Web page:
578 F2d 218 Van Meter v. State of Iowa

578 F.2d 218

Fay Monroe VAN METER, Petitioner,
v.
STATE OF IOWA, Respondent.

No. 78-1097.

United States Court of Appeals,
Eighth Circuit.

June 30, 1978.

Fay Monroe Van Meter, pro se.

Richard C. Turner, Atty. Gen., and Thomas D. McGrane, Asst. Atty. Gen., Des Moines, Iowa, for respondent.

Before HEANEY, STEPHENSON and HENLEY, Circuit Judges.

PER CURIAM.

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1

Fay Monroe Van Meter, an Iowa state prisoner, appeals from the district court's1 denial of his petition for habeas corpus. We affirm.

2

In two trials in Iowa state courts, Van Meter was convicted on separate charges of falsely drawing and uttering a check, in violation of Iowa Code § 713.3 (1973). He was sentenced to a term of imprisonment of seven years on each conviction, the terms to be served concurrently.

3

These convictions were appealed together to the Court of Appeals of Iowa. On appeal, Van Meter raised three issues: (1) that the trial court erred in imposing court-appointed counsel upon Van Meter over his objection; (2) that the trial court failed to give proper jury instructions on the use of evidence concerning an earlier conviction; and (3) that the trial court erred in refusing to sustain Van Meter's motions for a directed verdict. The Court of Appeals of Iowa found these contentions to be without merit and affirmed both convictions.

4

In his petition for habeas corpus to the federal district court under 28 U.S.C. § 2254, Van Meter raised the same claims for relief as were asserted in the Court of Appeals of Iowa, and an additional claim that he suffered from the ineffective assistance of counsel at both trials. In its well-reasoned order, the district court found no merit in any of the three claims which had been raised in the Court of Appeals of Iowa. Van Meter v. Iowa, Nos. C 77-3027, C 77-3028, C 77-3029 (N.D.Iowa, May 11, 1978) (unpublished). As to the claim of ineffective assistance of counsel, the district court found that Van Meter had failed to raise the issue in state court. The district court, therefore, denied the claim on the ground that Van Meter failed to exhaust available state remedies.

5

In this appeal, Van Meter first contends that the district court failed to give proper consideration to his petition for habeas corpus, and improperly failed to hold an evidentiary hearing. After a careful consideration of the trial record, briefs and petitions of the parties, this court has concluded that the district court acted correctly in denying relief to Van Meter. Van Meter indicated no ability to introduce additional evidence which might justify collateral relief. Where the state court records fairly present the issues to be considered, under the principles of Townsend v. Sain,372 U.S. 293, 83 S.Ct. 745, 9 L.Ed.2d 770 (1963), the federal district court need not hold an evidentiary hearing. Jones v. Swenson, 469 F.2d 535, 537 (8th Cir. 1972), cert. denied, 412 U.S. 929, 93 S.Ct. 2756, 37 L.Ed.2d 156 (1973).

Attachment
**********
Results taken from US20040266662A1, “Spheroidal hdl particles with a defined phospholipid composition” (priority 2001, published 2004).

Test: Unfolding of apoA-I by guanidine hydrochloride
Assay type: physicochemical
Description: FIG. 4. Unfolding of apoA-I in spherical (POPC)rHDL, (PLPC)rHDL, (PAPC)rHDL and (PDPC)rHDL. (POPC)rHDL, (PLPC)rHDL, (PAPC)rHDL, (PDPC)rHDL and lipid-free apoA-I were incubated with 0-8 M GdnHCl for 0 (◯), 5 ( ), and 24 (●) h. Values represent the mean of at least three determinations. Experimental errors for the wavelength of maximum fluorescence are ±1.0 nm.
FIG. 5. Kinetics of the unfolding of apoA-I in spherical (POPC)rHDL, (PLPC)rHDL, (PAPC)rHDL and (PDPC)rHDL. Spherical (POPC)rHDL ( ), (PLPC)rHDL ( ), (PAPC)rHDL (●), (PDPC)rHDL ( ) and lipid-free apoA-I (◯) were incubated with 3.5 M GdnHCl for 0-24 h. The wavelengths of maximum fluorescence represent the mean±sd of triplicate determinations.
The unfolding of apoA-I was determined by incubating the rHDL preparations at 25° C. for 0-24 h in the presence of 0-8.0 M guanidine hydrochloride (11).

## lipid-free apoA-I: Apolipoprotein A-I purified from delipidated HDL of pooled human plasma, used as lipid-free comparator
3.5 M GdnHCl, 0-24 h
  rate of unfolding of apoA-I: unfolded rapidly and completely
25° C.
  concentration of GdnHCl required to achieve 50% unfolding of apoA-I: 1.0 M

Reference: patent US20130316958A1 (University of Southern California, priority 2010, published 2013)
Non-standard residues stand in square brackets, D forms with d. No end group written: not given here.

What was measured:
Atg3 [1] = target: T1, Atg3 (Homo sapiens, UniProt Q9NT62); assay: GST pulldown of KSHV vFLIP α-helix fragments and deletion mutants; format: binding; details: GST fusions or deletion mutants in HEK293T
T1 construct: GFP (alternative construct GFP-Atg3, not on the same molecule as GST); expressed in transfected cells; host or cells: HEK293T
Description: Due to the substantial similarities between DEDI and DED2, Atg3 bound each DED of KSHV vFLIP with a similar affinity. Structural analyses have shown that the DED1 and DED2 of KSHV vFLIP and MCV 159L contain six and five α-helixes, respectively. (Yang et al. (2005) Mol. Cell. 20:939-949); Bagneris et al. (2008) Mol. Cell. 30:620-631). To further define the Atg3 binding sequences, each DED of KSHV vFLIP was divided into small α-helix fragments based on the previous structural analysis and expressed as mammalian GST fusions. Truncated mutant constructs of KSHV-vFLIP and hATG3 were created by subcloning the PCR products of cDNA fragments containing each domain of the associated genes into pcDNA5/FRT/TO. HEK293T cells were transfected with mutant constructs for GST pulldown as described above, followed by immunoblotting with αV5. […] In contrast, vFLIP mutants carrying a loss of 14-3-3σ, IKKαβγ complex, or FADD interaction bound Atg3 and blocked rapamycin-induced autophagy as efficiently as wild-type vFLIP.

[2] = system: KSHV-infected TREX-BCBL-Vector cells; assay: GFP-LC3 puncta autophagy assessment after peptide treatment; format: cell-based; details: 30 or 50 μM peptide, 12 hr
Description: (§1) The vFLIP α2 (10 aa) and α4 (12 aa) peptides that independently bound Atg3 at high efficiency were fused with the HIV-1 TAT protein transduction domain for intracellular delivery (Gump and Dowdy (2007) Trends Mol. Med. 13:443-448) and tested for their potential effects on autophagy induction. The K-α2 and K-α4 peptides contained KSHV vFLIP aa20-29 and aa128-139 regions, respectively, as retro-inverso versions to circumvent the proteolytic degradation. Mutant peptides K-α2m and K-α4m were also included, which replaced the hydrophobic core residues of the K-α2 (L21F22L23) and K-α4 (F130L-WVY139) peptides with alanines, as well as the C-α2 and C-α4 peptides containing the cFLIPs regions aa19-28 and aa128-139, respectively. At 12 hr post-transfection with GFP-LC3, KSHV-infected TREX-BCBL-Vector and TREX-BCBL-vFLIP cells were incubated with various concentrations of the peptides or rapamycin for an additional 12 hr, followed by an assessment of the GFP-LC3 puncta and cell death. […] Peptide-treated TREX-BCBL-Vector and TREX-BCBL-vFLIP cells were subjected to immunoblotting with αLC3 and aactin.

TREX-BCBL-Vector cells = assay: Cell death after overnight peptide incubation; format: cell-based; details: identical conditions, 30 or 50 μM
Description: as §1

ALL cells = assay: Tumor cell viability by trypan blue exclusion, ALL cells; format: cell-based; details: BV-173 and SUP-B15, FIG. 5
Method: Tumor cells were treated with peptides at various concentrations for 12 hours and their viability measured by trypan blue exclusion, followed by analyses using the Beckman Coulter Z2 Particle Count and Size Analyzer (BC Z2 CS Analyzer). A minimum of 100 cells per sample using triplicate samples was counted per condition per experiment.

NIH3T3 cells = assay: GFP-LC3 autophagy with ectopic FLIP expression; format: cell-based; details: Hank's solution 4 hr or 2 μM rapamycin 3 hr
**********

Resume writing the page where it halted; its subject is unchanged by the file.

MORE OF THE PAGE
6

Van Meter also raises questions relating to his court-appointed counsel. The questions of pro se representation at trial and effectiveness of representation of appointed counsel were addressed by the district court, and this court affirms the dismissal of these claims, for the reasons expressed in the order of the district court. Van Meter v. Iowa, supra. In addition, Van Meter asserts that he should have had counsel of his own choice appointed for purposes of this appeal. This court has made two appointments of counsel, neither of which Van Meter would accept.2 Van Meter has no absolute right to counsel of his own choosing. United States v. Hampton, 457 F.2d 299, 301 (7th Cir.), cert. denied, 409 U.S. 856, 93 S.Ct. 136, 34 L.Ed.2d 101 (1972). Further, it is the policy of this court that selection of counsel is within the discretion of the court.3

7

Finally, Van Meter asserts that his sentences are not running concurrently as was ordered by the trial court. This contention has not been presented to either the state court or the federal district court, and accordingly may not be considered here for the first time. Young v. Arkansas,533 F.2d 1079, 1080 (8th Cir. 1976). In passing, this court notes that correspondence in January 1978 between the supervisor of records for the Iowa State Penitentiary and the sentencing judge of the Iowa district court appears to have cleared up any confusion and the sentences are concurrent.

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8

Accordingly, the order of the district court is affirmed.

9

Affirmed.

1

The Honorable Edward J. McManus, Chief Judge, United States District Court for the Northern District of Iowa

2

On February 9, 1978, this court appointed Barbara Schwartz, of the Prisoners Assistance Clinic, College of Law, University of Iowa, as counsel for Van Meter. Van Meter resisted Schwartz's attempts to arrange a meeting with him at the Iowa State Penitentiary at Fort Madison. On February 22, 1978, Van Meter made written application to this court that Schwartz be relieved as counsel. By an order of March 9, 1978, this court relieved Schwartz and appointed Gordon E. Allen of Des Moines, Iowa, to represent Van Meter. Van Meter refused to cooperate with Allen, and again Van Meter made written application to this court asking for a change of counsel. By an order of April 11, 1978, this court relieved Allen of further responsibility in representing Van Meter, and allowed Van Meter to proceed without counsel

3

The Plan to Implement the Criminal Justice Act of 1964, as adopted by this court, expressly provides "Selection of counsel is the responsibility of the court, and a defendant may not demand the appointment of a particular attorney to represent him." Local Rules, appendix at 13